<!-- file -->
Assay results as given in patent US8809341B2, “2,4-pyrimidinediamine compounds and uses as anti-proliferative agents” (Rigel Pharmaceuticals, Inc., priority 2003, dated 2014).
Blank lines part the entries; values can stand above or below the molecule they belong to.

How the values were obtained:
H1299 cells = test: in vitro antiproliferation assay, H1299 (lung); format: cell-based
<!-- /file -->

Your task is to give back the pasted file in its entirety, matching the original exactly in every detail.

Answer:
Assay results as given in patent US8809341B2, “2,4-pyrimidinediamine compounds and uses as anti-proliferative agents” (Rigel Pharmaceuticals, Inc., priority 2003, dated 2014).
Blank lines part the entries; values can stand above or below the molecule they belong to.

How the values were obtained:
H1299 cells = test: in vitro antiproliferation assay, H1299 (lung); format: cell-based